3. A DC linear motor according to claim 1 wherein said metallic frame includes a U-shaped metallic frame having a base and first and second arms, said stationary magnetic member being affixed to said base inside said U-shaped metallic frame, said assembly being affixed to an inside of one of said first and second arms with said plurality of conductive areas and said first and second conductive power pickup rails facing the other of said first and second arms.
This is a division of application Ser. No 383,351, filed June 1, 1982, now U.S. Pat. No. 4,560,911, issued Dec. 24, 1985.
The present invention relates to linear motors and, more particularly, to DC linear motors for controlling the position of an object along an axis.
Applications in which a DC linear motor may be employed include the driving of a positioning table along an axis.
Positioning tables are commonly used for moving a work object such as, for example, an electronic device in a precise path for performing an operation or inspection on the work object. Desirable characteristics of such positioning tables include precision, compactness, the maximum speed at which the table can be driven and the accuracy with which the table may be positioned.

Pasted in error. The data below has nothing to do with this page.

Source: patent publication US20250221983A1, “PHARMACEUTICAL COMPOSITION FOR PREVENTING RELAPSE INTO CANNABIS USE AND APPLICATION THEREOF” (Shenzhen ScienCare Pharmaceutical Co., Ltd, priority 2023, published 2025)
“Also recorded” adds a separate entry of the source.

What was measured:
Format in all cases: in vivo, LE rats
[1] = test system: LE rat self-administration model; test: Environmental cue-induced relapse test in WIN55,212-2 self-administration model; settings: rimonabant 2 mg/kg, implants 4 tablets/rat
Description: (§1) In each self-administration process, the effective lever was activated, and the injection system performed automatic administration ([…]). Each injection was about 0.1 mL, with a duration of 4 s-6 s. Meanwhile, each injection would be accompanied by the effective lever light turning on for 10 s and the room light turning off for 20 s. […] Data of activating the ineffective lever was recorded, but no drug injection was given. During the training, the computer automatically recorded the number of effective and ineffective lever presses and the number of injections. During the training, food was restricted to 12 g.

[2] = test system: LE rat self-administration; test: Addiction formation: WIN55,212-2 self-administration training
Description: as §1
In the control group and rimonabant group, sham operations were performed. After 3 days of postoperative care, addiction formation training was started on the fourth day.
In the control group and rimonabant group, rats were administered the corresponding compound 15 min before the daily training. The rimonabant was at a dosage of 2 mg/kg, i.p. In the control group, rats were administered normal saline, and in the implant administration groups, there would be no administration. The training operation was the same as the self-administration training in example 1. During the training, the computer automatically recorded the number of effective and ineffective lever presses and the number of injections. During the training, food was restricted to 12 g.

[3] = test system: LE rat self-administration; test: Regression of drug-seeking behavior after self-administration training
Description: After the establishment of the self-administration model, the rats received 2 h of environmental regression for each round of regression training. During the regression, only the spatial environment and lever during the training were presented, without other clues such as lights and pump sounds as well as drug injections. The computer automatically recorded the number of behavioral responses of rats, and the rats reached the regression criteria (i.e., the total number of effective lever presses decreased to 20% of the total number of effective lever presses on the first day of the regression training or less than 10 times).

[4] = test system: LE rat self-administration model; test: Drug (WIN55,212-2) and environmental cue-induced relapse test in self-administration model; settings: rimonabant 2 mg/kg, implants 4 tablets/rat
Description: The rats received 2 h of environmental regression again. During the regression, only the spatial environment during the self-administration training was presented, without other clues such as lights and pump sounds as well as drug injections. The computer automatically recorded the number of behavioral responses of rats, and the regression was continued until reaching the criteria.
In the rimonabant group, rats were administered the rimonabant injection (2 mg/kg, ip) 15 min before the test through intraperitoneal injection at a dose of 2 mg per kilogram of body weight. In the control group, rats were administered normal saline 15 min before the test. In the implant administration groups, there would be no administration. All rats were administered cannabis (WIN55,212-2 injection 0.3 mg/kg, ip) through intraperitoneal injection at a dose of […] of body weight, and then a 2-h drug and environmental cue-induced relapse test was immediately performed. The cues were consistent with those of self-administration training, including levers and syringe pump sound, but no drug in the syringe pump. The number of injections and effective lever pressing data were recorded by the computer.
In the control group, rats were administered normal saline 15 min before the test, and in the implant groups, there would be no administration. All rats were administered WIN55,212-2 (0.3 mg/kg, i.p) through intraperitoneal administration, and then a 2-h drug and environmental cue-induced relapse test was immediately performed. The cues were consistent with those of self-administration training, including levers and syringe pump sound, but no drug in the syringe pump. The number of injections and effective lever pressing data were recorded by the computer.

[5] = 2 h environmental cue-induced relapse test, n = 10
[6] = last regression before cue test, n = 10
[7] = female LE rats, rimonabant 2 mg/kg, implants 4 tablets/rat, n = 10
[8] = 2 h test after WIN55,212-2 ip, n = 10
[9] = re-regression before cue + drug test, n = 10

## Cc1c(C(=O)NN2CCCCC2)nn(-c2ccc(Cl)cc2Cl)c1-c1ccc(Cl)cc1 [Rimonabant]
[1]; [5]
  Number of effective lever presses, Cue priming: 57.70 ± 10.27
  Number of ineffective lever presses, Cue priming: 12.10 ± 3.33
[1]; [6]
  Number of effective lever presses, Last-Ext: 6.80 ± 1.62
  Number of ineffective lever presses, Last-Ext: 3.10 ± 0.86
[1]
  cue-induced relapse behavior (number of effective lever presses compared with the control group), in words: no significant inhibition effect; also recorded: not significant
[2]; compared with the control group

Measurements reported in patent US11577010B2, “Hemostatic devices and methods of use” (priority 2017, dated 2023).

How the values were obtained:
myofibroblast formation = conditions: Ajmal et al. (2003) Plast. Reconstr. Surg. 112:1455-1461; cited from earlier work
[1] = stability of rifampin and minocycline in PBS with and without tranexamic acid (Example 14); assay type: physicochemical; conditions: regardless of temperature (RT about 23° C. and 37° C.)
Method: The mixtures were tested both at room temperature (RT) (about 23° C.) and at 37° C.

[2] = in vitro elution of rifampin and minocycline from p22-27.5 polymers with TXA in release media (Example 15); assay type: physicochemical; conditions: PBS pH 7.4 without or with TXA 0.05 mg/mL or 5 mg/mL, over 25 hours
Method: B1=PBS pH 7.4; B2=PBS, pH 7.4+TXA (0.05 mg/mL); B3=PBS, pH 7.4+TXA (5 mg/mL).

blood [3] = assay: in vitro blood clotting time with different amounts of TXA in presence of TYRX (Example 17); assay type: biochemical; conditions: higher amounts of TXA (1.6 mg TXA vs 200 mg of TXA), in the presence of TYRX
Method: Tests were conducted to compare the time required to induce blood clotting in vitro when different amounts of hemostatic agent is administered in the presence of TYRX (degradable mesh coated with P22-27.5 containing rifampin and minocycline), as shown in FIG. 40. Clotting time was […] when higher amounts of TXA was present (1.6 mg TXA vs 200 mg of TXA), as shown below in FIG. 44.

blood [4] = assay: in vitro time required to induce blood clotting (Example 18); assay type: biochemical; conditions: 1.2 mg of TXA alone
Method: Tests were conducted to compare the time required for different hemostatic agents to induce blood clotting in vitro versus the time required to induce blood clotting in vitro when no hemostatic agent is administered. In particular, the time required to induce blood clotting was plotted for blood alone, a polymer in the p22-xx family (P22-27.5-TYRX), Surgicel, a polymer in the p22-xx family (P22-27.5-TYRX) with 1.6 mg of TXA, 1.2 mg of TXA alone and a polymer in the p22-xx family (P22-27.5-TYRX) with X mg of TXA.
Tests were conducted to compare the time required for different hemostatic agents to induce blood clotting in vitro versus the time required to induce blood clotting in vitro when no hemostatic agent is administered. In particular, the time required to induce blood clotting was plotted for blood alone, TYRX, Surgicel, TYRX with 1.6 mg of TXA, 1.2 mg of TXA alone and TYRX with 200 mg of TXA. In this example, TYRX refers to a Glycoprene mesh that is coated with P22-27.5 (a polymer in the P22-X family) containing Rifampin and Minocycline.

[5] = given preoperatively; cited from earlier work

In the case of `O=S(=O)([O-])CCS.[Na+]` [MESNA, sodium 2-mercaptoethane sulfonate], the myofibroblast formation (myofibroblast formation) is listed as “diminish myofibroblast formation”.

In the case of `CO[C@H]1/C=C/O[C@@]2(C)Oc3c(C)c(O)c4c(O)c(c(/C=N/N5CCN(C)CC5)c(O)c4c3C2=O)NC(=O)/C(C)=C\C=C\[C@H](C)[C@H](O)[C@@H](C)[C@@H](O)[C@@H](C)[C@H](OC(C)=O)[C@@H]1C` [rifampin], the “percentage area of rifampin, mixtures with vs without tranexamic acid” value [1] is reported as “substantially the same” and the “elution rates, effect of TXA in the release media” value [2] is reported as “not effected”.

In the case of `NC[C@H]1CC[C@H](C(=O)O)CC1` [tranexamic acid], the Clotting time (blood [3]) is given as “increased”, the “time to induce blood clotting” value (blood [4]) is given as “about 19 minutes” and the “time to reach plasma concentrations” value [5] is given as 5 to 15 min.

Conventionally, positioning tables have been driven by a motor affixed at one end of a frame rotating a lead screw which extends in the direction of motion of the table and is supported at its outboard end by a precision bearing. A recirculating ball nut affixed to the table engages the lead screw whereby rotation of the lead screw urges the recirculating ball nut and the attached table to move with respect to the frame.